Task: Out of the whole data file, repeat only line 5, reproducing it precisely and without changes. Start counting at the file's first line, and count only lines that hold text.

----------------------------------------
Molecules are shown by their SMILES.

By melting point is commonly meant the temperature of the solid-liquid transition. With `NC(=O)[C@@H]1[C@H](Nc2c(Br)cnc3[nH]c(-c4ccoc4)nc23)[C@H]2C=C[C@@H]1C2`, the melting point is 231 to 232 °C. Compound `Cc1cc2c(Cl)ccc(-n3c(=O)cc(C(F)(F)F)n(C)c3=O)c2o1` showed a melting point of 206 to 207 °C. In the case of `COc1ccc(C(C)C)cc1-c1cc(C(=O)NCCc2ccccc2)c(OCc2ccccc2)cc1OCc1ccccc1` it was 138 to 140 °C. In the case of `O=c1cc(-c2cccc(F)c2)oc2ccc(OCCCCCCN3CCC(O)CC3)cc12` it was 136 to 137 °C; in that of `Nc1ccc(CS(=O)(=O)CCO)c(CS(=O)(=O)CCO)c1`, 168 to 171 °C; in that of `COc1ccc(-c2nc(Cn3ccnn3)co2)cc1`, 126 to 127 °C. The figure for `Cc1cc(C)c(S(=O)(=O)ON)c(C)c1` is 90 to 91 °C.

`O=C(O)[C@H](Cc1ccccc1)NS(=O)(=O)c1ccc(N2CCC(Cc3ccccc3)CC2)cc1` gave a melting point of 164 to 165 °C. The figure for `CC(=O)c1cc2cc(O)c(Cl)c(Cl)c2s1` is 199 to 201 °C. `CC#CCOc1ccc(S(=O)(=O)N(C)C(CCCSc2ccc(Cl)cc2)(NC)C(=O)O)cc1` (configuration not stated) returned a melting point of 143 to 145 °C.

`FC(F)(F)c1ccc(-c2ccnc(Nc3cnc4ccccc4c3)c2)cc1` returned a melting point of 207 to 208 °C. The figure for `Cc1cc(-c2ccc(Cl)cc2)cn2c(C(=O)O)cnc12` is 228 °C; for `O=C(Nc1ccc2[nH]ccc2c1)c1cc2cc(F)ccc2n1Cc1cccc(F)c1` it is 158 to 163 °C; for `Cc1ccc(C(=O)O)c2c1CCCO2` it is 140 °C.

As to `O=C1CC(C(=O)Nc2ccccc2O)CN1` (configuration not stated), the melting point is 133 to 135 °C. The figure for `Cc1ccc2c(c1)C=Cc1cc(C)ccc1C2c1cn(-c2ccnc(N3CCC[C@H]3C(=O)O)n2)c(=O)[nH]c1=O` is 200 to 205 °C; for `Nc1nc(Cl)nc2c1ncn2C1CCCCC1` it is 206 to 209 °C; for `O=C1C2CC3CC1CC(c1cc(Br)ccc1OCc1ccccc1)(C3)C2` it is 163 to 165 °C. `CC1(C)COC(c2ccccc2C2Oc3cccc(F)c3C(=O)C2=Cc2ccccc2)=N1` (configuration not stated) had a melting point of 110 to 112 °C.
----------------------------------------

As to `O=C1CC(C(=O)Nc2ccccc2O)CN1` (configuration not stated), the melting point is 133 to 135 °C. The figure for `Cc1ccc2c(c1)C=Cc1cc(C)ccc1C2c1cn(-c2ccnc(N3CCC[C@H]3C(=O)O)n2)c(=O)[nH]c1=O` is 200 to 205 °C; for `Nc1nc(Cl)nc2c1ncn2C1CCCCC1` it is 206 to 209 °C; for `O=C1C2CC3CC1CC(c1cc(Br)ccc1OCc1ccccc1)(C3)C2` it is 163 to 165 °C. `CC1(C)COC(c2ccccc2C2Oc3cccc(F)c3C(=O)C2=Cc2ccccc2)=N1` (configuration not stated) had a melting point of 110 to 112 °C.